Since Hofstede's (1980) work on national cultures, the role of individualistic versus collectivist values in influencing the work attitudes of employees has been studied extensively. While Hofstede, 1980 and Hofstede, 1984 proposed that individualism–collectivism (I/C) is a uni-dimensional, bipolar cultural value, subsequent studies (e.g., Parkes et al., 2001, Ramamoorthy and Flood, 2002 and Wagner, 1995) have treated I/C as a multi-dimensional individual difference variable and examined their effects on employee attitudes such as commitment, tenure intent, loyalty, pro-social behavior, etc. Consistent with the suggestions of Hofstede (1992) that management practices differ across cultures, several studies have examined the fit between I/C values of individual employees and their work values both cross-culturally (e.g., Parkes et al., 2001) and at the individual level (Ramamoorthy and Carroll, 1998). The work attitudes that I/C orientations seem to affect include team loyalty, pro-social behaviors, attitudes towards a variety of HRM practices such as performance appraisal, reward systems, staffing practices, cooperation, effort, commitment, and tenure intent (Clugston et al., 2000, Gomez-Mejia and Wellbourne, 1991, Moorman, 1991, Moorman and Blakely, 1995, Parkes et al., 2001, Ramamoorthy and Carroll, 1998, Ramamoorthy and Flood, 2002, Ramamoorthy et al., 2005, Sosik and Jung, 2001 and Wagner, 1995). Although cultural differences may exist across cultures, a few studies have suggested that global organizations may still be able to find a fit between employees and their managerial practices to the extent intra-cultural variations on I/C at the individual levels may exist (Parkes et al., 2001, Ramamoorthy and Carroll, 1998 and Ramamoorthy and Flood, 2002). These studies also show that the multi-dimensional nature of I/C may manifest itself in terms of relative emphases placed on competitiveness versus cooperativeness, focus on individual versus group, equity versus equality, and independence versus interdependence. In light of these suggestions, the goals of the present study are: (1) Do work attitudes differ between India and Ireland that may arise out of individualistic values of Irish and collectivist values of Indian employees as reported in prior research (Hofstede, 1980)? (2) Do intra-cultural variations on I/C orientations of employees predict their work attitudes? In doing so, we are hypothesizing and treating I/C as a multi-dimensional individual difference variable consistent with prior research (Kagitcibasi, 1994, Schwartz, 1994, Triandis, 1995 and Triandis et al., 1990). For this study, we chose the following work attitudes: affective commitment, normative commitment, willingness to expend extra effort on the job (extra effort) and intention to stay with the organization (tenure intent). Prior research shows that these attitudes are valued by organizations and may impact a variety of organizational outcomes such as absenteeism, turnover, teamwork and productivity. Our study should be of considerable interest to researchers and managers for the following reasons: First, organizational commitment, extra effort, and tenure intent have been shown to have desirable behavioral consequences, such as performance, employee retention, attendance and citizenship behaviors (e.g., Allen and Meyer, 1996, Clugston et al., 2000, Meyer and Allen, 1997 and Milkovich and Newman, 2005). Second, we examine the cultural influence at the national, as well as the individual level. Thus, the findings of this study may be of interest not only for global managers and cross-cultural researchers but for any organization, domestic or global in operations. Third, the comparison of cultural influences among Indian and Irish employees may be timely because both India and Ireland have liberalized their economies, have attracted a high volume of foreign direct investment particularly in the high-technology sector and have seen a change in the management practices as a result ( Budhwar and Khatri, 2001, Budhwar and Sparrow, 1997, Burnham, 2003 and O'Malley and Gorman, 2001). Ireland and India share certain similar characteristics such as a population growth of 1.40% and 1.16%, relatively younger workforce with median ages of 32 and 25, an emphasis on service sector with the service sector contributing 50.6% and 49% of the GDP, service sector employment of 50.6% and 63%, and a GDP growth rate of 6.9%, and 5.1%, respectively. Finally, the Indian national culture shows a relatively stronger emphasis on collectivism, whereas the Irish culture is more individualistic ( Berman et al., 1985 and Hofstede, 1980). In Hofstede's (1980) study, Ireland ranked in the twelfth place on individualism with an index of 70 and India ranked in the twenty-first place on individualism with an index of 48 with a higher rank indicating a higher level of individualism. Thus, our study may provide some insight into cross-cultural differences in the value systems and the resultant work attitudes. Our paper is organized into four sections. First, we briefly discuss the nature of individualism and collectivism, and hypothesize its relationship with various outcome variables, both at the cultural level and at the individual level. Specifically, we propose that collectivist Indians will report greater commitment to the organization, extra effort, and tenure intent. Further, we also propose that a higher level of individualism orientation will be negatively related to commitment, extra effort, and tenure intent. In the next section, we will discuss the methodology used to test these hypotheses. The third section presents the results of our study. Finally we will discuss the implications of our study and suggest directions for future research in this area.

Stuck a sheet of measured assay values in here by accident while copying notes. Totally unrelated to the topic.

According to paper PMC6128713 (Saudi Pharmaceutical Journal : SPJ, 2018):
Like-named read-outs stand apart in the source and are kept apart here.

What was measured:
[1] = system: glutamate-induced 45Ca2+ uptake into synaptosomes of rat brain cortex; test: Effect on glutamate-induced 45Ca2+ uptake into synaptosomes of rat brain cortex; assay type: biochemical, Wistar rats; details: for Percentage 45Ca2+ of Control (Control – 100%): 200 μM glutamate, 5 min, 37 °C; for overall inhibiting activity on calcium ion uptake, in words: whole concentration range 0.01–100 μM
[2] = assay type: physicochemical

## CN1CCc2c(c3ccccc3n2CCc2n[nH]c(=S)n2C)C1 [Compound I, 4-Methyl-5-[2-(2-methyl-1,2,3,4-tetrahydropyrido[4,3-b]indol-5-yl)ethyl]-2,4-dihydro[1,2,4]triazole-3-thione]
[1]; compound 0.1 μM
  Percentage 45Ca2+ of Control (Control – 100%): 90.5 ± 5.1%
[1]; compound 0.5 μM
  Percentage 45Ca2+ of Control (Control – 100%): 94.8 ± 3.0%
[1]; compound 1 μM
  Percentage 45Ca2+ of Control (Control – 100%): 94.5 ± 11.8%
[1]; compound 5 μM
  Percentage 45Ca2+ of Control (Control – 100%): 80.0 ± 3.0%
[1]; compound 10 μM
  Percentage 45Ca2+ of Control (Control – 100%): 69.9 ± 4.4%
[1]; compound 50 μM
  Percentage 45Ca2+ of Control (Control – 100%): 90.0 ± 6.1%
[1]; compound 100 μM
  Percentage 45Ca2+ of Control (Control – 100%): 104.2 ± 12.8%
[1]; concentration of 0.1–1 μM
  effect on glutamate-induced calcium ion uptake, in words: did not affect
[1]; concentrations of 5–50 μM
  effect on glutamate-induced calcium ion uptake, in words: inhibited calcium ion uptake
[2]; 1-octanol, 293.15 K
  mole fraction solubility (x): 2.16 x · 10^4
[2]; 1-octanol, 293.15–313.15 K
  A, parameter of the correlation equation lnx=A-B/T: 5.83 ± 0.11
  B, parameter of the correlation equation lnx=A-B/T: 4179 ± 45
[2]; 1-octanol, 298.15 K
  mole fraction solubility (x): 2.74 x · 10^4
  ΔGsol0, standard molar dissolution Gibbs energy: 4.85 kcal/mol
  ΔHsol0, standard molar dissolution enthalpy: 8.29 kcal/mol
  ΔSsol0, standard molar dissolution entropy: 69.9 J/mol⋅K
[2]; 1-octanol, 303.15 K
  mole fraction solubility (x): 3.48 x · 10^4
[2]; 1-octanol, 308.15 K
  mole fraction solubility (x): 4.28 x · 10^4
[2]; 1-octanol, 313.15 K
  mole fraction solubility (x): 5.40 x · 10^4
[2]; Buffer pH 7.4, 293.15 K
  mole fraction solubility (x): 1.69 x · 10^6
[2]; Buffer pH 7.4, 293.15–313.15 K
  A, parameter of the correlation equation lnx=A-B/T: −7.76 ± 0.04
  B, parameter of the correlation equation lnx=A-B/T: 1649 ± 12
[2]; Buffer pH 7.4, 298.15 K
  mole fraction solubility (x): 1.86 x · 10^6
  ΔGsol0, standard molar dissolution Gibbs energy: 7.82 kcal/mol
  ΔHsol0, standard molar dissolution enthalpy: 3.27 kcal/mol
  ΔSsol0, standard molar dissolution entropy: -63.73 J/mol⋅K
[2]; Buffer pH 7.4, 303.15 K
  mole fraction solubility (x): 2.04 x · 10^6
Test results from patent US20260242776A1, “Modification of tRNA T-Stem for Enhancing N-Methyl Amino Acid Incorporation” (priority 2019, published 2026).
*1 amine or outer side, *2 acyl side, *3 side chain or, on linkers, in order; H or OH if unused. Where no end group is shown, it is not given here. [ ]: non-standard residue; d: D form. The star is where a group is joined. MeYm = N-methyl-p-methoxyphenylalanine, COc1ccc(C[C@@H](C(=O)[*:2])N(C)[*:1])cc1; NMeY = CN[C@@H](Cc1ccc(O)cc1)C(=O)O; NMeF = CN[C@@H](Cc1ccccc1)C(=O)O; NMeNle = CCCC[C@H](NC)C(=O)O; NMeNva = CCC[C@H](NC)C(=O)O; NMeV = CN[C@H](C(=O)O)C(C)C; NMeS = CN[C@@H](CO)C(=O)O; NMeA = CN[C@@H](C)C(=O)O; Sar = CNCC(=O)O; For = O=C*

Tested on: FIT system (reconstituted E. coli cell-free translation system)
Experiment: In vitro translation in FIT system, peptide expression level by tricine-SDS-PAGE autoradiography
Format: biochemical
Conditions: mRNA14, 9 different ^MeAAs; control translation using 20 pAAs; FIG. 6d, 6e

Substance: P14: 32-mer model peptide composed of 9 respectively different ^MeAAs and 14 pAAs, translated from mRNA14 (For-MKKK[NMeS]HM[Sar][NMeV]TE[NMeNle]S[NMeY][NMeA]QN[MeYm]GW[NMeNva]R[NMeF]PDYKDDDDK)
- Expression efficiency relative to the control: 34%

نتیجه گیری انگلیسی

In the present study, we found significant differences in employee attitudes across cultures. Further, we also found that intra-cultural variations on I/C predicted employee attitudes. However, our study is not without limitations. First, we used a cross-sectional survey design with the concomitant issues related to response bias and social desirability problems. Although we do not see this to be a major issue, future studies should possibly measure I/C and attitudes at different time periods to potentially eliminate response bias. Second, our sample is restricted to two cultures only. Lack of funding for the research and our contacts being on sabbatical leave in different cultures preempted us from extending the study to more cultures. Future studies should examine these issues with more diverse samples drawn from different countries. Third, we should also possibly look at the effects of other cultural dimensions such as power distance, uncertainty avoidance and masculinity–femininity dimensions on work attitudes. Finally, although India and Ireland exhibited similar macro-economic characteristics, we cannot totally rule out the effects of these variables on the work attitudes. Thus, separating the effects of economic and cultural variables on work attitudes itself may be a worthwhile pursuit for researchers. Overall, the present study provides a useful starting point for a potential avenue for research in the cross-cultural arena.